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Sophomore sets sights high, looking for return to State

Tom DiGrispino
DeMarco Easter clears the bar in a recent meet.

Sophomore Demarco Easter has a hard act to follow this season after making it to State as a freshman pole vaulter.

“When I made it to state it was such a surreal experience,”  Easter said. “It took a lot of hard work to get there the entire season, there were a lot of ups and downs, because I didn’t think I was going to make it.” 

At State, he and his teammate were proud of his placement. 

“I placed 24th out of 28 people, and I really did enjoy the entire experience,” he said, “At first my teammates were surprised, and then they congratulated me.”

Ironically, pole vaulting was not a sport Easter was initially interested in.

“I said that I would never do a sport like that because it seems scary,” he said.  

He tried it at the urge of Coach Patrick Coffey. The coach noticed his potential based on his build, plus the benefit of having a younger athlete to mold.

“I suggested it to him last year because of his athleticism,” Coach Coffey said, “He was able to adapt quickly and qualified for the IHSAA State Meet as a freshman, which is very impressive.”

Ever since Easter joined pole vaulting, he’s set his mind to goals he wants to achieve. 

“My main goal is that I want to break the indoor record which is 14’9 and the outdoor record which is 15’4. Both of those are very achievable for me especially when I do what I need to do at practice,” he said.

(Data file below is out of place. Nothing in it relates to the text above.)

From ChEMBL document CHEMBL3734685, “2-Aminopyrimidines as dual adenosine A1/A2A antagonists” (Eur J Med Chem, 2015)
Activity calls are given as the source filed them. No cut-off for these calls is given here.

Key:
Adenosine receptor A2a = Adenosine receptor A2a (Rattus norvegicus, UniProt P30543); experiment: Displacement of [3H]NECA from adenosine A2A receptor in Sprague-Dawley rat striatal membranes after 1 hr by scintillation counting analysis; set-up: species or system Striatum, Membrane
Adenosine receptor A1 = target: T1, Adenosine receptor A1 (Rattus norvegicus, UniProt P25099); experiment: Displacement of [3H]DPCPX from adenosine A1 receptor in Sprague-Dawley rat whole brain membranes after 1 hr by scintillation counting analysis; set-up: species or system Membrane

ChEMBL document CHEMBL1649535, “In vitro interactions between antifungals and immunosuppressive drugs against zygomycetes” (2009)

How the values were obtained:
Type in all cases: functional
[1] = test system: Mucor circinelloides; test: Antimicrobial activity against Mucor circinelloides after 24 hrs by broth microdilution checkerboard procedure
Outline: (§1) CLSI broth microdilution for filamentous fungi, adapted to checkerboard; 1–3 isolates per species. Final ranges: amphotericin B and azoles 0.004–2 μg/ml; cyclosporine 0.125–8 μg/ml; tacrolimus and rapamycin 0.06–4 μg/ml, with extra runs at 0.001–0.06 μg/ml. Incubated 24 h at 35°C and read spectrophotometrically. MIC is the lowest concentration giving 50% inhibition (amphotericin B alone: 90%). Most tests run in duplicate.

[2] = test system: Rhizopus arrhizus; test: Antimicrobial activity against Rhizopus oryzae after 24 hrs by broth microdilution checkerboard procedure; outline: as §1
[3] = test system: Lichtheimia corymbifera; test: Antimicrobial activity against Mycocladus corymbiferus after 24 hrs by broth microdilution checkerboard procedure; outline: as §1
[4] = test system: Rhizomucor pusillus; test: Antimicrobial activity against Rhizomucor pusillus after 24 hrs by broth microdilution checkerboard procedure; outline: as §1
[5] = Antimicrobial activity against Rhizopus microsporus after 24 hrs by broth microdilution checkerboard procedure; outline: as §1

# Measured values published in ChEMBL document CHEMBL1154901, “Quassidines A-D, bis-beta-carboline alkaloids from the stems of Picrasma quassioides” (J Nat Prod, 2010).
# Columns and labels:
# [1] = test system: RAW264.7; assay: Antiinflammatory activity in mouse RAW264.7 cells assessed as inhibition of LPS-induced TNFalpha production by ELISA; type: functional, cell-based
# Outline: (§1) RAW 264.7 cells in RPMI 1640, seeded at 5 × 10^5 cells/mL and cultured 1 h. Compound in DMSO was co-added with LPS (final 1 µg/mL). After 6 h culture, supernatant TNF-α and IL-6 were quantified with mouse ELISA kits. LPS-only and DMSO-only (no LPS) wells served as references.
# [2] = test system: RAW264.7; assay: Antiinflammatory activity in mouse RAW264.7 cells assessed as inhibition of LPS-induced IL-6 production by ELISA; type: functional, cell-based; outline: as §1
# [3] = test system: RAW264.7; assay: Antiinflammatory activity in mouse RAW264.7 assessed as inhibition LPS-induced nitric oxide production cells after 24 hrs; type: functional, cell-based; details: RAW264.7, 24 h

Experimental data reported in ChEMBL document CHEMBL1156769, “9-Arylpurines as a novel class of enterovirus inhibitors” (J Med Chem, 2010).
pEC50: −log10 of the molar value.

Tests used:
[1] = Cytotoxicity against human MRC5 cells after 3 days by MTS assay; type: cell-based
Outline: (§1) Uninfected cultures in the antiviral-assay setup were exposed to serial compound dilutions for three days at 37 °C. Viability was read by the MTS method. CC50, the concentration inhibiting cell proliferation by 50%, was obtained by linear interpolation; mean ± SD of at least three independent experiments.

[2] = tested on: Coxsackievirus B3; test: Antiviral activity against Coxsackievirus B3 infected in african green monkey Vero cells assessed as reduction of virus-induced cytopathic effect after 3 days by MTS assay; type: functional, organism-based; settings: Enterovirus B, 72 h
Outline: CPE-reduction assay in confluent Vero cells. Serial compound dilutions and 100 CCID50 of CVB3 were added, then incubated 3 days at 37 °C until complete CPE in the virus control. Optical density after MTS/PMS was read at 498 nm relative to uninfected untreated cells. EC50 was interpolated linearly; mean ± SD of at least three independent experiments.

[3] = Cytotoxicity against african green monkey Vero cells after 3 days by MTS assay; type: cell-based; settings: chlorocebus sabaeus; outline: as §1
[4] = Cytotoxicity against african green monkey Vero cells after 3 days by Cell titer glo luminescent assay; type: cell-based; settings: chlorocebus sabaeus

Practicing pole vaulting on his own is difficult, but Easter manages to find a way. 

“It’s pretty hard because I don’t have matts in my backyard so I go to the gym and I go to pole vault clubs, and the Valpo coach has pole vault pits in his backyard so I go with him in the summer,” Easter said, “and the coach opens up the pits in the summer and with that we can practice, but normally I can get some practice with the PVC pipe.”

The one downside to outdoor season is the weather conditions.

“If there’s lightning we have to go inside, cancel the meet and reschedule,” Easter said, “[One meet], the wind was so crazy that I physically could not pick up my pole so I had to power through it.”

Easter was nervous about the sport at first, but then fell in love with it.

“It could look scary at first, but if you try it out you could really love it,”  he said. “The first time I tried it, it became the only thing I could think about.” 

The sport never fails to bring Easter joy and excitement before and during practices.

“The entire sport, even just from warming up to grabbing my pole and getting ready for practice, it’s a big excitement like a kid in a candy store knowing that you’re going to get a present.“



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